MSU education professor receives presidential science award
Alicia Alonzo, Michigan State University associate professor of teacher education, was among 101 other scientists, researchers and educators who recently received a Presidential Early Career Award for Scientists and Engineers from former President Barack Obama.
The award is the highest bestowed by the U.S. government on science and engineering professionals in the early stages of their independent research careers. Additional award considerations include a recipient’s dedication to community service and outreach, public education and tackling scientific challenges.
“This award is a tremendous honor that recognizes the very important contributions of [Alonzo’s] research in science education,” said Ann Austin, associate dean for research in the College of Education and a former program officer at NSF. “We are so pleased to have Dr. Alonzo at MSU, working with many other talented scholars to improve teaching and learning at all levels of education in the STEM fields—science, technology, engineering and mathematics.”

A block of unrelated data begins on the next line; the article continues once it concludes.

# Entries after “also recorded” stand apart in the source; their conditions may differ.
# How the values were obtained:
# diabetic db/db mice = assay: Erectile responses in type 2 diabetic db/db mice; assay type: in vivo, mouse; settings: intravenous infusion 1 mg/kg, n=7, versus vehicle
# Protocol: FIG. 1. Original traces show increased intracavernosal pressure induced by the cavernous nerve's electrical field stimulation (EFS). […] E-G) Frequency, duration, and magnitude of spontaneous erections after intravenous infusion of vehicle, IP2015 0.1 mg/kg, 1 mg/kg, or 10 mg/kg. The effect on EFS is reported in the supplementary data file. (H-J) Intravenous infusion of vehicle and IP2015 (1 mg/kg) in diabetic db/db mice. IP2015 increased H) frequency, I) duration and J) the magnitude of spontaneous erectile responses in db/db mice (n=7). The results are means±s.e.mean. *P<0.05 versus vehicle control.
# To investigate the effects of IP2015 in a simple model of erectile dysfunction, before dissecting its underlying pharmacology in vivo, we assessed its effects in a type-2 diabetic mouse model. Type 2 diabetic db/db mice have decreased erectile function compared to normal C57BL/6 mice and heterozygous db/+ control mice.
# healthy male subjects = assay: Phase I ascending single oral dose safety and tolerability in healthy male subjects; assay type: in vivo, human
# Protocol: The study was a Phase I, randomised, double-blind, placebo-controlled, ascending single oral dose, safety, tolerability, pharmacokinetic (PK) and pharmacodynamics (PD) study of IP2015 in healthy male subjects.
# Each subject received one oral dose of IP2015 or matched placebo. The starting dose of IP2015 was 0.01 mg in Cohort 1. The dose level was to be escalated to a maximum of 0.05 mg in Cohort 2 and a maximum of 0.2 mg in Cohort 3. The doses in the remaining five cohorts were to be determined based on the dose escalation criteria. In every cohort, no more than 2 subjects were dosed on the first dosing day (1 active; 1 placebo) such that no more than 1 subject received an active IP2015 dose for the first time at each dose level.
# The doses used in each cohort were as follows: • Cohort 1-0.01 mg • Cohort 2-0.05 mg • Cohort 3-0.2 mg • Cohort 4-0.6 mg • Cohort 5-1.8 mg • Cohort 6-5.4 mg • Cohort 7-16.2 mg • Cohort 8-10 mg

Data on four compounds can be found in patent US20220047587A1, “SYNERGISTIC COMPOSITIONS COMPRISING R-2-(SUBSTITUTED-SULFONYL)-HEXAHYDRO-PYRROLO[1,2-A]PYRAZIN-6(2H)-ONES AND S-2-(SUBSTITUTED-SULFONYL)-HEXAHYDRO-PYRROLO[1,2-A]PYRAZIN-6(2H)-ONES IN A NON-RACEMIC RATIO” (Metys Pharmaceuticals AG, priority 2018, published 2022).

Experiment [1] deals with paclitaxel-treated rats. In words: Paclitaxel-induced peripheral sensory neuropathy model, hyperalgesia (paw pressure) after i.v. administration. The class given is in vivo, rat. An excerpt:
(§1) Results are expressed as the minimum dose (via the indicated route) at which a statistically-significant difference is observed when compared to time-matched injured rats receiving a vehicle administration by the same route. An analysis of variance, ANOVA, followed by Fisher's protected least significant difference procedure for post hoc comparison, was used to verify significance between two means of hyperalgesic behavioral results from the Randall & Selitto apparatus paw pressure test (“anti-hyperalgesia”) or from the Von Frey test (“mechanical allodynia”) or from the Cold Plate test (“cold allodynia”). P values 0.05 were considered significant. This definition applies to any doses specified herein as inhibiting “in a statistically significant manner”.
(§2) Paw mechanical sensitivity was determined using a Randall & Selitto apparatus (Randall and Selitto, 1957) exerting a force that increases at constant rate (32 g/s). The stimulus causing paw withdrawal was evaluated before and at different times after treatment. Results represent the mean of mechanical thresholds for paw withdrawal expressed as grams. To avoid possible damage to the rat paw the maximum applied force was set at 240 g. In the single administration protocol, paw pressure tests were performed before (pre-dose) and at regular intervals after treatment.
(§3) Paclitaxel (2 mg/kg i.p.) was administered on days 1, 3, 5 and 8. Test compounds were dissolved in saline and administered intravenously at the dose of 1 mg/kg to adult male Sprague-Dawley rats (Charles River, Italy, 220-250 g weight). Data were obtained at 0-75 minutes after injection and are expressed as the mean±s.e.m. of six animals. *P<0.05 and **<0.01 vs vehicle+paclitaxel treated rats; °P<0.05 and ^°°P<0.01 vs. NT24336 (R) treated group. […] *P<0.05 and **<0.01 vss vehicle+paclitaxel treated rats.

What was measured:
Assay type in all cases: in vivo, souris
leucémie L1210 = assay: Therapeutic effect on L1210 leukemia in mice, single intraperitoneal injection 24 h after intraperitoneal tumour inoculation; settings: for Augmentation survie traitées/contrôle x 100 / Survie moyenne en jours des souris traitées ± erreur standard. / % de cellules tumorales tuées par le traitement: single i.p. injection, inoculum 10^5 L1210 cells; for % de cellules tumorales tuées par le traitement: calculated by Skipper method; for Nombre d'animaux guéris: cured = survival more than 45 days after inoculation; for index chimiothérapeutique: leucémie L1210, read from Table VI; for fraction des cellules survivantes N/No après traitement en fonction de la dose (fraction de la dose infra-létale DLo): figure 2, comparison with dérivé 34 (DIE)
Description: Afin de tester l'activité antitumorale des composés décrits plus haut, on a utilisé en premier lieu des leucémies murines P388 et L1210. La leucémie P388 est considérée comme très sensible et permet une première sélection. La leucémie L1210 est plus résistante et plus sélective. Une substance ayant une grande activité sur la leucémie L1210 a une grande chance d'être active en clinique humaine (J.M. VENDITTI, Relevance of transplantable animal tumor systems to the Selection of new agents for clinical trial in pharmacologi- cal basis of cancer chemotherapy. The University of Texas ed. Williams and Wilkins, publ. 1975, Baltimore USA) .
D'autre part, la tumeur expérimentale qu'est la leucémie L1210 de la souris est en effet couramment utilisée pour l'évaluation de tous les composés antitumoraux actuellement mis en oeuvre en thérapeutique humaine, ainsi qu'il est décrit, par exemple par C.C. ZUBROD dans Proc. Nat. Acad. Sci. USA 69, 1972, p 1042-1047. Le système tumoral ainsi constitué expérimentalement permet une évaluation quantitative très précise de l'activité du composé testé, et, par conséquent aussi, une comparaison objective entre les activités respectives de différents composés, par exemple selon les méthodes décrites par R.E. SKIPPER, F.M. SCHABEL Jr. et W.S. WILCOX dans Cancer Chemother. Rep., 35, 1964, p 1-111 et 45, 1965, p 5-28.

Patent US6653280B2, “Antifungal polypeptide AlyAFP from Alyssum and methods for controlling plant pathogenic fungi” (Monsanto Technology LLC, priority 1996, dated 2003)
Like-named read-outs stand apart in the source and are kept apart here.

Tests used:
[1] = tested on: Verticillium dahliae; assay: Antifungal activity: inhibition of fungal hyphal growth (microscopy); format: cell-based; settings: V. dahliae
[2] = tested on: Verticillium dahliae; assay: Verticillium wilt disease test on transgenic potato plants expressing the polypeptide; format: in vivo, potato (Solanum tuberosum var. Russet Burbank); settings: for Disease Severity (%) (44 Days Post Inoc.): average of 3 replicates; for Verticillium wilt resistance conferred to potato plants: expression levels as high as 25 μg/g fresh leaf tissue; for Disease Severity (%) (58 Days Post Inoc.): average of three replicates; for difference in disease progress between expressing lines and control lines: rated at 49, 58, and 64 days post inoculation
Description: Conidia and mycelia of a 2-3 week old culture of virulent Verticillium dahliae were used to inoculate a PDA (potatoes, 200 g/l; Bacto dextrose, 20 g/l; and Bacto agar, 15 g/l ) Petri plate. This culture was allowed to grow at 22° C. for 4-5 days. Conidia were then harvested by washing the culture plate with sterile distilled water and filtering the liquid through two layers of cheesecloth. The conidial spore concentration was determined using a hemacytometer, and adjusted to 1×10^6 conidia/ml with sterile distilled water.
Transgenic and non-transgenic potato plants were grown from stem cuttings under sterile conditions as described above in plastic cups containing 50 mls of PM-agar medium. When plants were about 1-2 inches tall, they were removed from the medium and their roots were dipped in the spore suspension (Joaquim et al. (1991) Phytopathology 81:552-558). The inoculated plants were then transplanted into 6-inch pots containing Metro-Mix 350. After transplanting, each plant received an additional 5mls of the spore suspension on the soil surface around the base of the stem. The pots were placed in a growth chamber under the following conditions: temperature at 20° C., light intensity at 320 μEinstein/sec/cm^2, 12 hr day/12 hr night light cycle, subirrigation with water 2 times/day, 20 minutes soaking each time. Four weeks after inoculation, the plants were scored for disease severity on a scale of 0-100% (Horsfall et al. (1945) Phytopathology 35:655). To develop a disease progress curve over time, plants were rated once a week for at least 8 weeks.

The 2017 recipients are either employed or funded by various national and governmental departments. As part of the MSU Department of Teacher Education, Alonzo is currently funded by the National Science Foundation for “CAREER: Redesigning a Learning Progression to Build Upon Students’ Intuitive Ideas about Motion and Support Teachers’ Formative Assessment Practices.” The results from the CAREER grant’s four-part study will guide curricula revisions for the MSU College of Education Teacher Preparation Program.